Music: Are We Doing It Right?

Too many times have I been told by my foreign friends that Kenyan music, the most of it anyway, is too horrible. I have agreed, and I still do. Well, I cannot blame them. As someone whose writing muse is music, whenever I write as I listen to most Kenyan music, I tell myself to stop, lean back and wonder at the gobbledegook that I just wrote.

Save for the select few – Sauti Soul, Third Hand Music, Elani, Just a Band, Dela and the others, I just have to say that just about everything else is hogwash. Harsh you might think I am, but it is the brutal truth. Music is supposed to be more than booming beats, more than rhyming words, more that trying to be cheeky with half nude women gyrating around like the Americans from the US, who are doing a perfect job at misleading us. Music is supposed to be poetry beyond rhythm. It is supposed to make us feel more than the need to get drunk, hunged-over and to get laid. It is supposed to make us feel things… like really FEEL!

Music is supposed to not only tell a story, but engage us in it, for example, Wahu’s ‘Still a Liar’. Yes, it is an old song (old is gold). Yes, it tells the story of infidelity, something that everyone watches in the telenovellas that air between 8 pm and 11 pm, in any local channel of your choice. And yes, it has a catchy tune. But there is so much more that underlies this. Here is a lady who finds herself in yet another compromising situation of infidelity. Does she run away frustrated? Does she dramatically throw herself on any stationary figure nearby and weep like a despaired Disney princess? Does she go to the salon and gossip with her frenemies?

No.

She stands up for herself and decides enough is enough. She takes matters into her own hands (because the Kenyan government obviously won’t, especially with all this IEBC cacophony), tells herself that she has to be the best she can be, and thus selects only the best for herself. And better still, she urges the women around her to stand up and be better… and choose better. And, just like that, an entire novel about women empowerment is sung within four minutes.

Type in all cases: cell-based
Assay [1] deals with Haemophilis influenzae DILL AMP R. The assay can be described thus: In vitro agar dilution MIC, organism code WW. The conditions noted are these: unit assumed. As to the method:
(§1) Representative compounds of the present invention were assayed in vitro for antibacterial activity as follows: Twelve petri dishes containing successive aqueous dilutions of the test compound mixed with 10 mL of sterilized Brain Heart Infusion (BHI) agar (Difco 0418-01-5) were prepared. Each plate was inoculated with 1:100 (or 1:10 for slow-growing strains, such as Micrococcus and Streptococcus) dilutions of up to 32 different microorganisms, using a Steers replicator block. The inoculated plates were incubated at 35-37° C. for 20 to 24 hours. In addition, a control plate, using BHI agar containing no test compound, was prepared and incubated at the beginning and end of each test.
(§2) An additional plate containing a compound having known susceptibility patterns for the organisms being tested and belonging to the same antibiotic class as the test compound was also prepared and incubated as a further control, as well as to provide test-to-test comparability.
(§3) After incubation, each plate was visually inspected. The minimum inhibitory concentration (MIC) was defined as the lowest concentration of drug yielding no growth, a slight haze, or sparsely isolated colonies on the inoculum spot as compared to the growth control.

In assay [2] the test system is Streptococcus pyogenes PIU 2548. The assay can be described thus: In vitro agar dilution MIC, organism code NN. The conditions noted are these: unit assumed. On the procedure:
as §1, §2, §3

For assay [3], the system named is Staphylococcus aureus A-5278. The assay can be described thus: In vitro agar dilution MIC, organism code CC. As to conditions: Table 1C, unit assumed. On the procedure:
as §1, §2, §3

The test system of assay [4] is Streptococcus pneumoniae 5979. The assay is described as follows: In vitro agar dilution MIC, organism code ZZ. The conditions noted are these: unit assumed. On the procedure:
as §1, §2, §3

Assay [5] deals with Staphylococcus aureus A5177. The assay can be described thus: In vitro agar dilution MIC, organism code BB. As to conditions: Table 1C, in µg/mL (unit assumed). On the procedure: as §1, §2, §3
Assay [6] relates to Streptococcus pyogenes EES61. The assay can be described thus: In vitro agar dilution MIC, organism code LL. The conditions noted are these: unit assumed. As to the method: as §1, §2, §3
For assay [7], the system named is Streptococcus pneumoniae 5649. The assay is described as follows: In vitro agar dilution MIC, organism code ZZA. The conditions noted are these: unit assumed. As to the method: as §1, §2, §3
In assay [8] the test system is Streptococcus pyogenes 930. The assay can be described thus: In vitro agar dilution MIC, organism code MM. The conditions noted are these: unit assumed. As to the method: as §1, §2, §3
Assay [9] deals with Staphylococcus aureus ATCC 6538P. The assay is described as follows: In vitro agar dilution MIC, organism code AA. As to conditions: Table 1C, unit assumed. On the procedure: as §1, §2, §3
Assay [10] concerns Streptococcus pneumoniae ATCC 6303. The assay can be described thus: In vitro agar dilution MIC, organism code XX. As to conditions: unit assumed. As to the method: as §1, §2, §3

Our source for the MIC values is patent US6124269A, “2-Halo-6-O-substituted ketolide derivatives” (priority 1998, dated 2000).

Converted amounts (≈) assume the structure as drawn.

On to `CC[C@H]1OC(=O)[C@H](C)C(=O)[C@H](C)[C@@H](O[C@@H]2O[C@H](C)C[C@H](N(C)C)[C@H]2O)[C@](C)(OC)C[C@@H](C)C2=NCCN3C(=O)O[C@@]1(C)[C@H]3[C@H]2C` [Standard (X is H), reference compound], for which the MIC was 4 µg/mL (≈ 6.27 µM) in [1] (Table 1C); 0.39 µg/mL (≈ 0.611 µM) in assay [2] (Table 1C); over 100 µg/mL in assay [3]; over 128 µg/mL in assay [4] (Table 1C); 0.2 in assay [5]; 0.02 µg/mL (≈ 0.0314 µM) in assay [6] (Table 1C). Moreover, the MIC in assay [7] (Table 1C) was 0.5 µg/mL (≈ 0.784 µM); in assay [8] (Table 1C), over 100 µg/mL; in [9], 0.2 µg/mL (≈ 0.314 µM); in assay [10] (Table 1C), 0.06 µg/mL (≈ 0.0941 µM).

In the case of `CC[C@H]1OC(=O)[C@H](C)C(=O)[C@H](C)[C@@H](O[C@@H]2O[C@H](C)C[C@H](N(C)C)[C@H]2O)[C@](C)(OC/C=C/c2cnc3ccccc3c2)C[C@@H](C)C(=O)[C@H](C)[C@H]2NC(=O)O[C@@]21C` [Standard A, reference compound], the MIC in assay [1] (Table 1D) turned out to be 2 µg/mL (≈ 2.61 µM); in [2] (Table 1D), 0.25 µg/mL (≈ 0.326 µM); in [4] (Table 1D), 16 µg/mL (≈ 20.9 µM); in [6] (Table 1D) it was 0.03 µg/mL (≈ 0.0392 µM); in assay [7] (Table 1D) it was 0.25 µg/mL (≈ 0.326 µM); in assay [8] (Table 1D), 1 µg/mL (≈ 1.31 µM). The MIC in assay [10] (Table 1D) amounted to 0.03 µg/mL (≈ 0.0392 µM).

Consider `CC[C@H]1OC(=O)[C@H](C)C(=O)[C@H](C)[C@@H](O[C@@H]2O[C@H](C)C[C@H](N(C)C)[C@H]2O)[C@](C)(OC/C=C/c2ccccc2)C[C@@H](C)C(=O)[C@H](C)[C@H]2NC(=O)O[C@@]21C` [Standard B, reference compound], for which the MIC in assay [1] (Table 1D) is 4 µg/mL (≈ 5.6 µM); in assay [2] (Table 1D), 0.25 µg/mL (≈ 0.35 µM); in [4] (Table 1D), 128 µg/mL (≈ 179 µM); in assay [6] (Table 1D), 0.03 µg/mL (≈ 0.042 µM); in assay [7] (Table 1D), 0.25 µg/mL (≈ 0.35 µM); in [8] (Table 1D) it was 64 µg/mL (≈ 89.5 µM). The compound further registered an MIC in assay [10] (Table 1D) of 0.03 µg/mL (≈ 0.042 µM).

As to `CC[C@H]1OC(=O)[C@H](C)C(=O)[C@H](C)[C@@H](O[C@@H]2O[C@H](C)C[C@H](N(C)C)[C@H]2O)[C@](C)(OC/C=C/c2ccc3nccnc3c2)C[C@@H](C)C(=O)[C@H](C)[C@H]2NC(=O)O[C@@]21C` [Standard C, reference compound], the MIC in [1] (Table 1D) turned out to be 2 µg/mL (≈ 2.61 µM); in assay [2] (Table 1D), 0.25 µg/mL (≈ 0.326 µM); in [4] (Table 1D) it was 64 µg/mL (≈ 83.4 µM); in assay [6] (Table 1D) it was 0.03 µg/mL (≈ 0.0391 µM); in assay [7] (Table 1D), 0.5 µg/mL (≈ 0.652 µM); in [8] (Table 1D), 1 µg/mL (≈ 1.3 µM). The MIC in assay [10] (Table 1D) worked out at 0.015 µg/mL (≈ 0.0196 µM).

I miss the songs of old (haha I sound like a character from Game of Thrones!). I miss when Kenyans used to sing Lingala and Rumba. Those kinds of music adeptly produced the culture in our beloved country which is dying… No, dying is too lenient a word. ‘Decimating’ is a better definition. Or peherps, ‘being obliterated’. Our Kenyan-ism is being obliterated by what we are tricked to perceive as modernity, and uptown-ism, as metrosexualist music and nonsense. God I miss it all, even though I was less than ten years old when the last songs of old were sung. And my soul cries out in agony. Where is the poetry? Where is the romance? Where is the beauty in sounds that used to define us so well? All that is left is the noise that haunts me all night, especially after boarding a Rongao Sacco matatu!

I could lament on and on. I could critique till the end of time, but my thumb tires as I am typing over my phone. But as a last note, please, let us not resort to the Safaricom advert songs (because they are really nice) to identify our kenyan music. Let is make music like Elani, dance like Sauti Soul, feel like Just A Band, T.H.M and every other Kenyan artist who still remembers what music sounds like.

Let us sing in the true African way and not just ‘dandia tu kama mat’.

P.S.: Gobbledegook = ‘mathogothanio’

P.S.S.: You are, of course, entitled to your own opinion.

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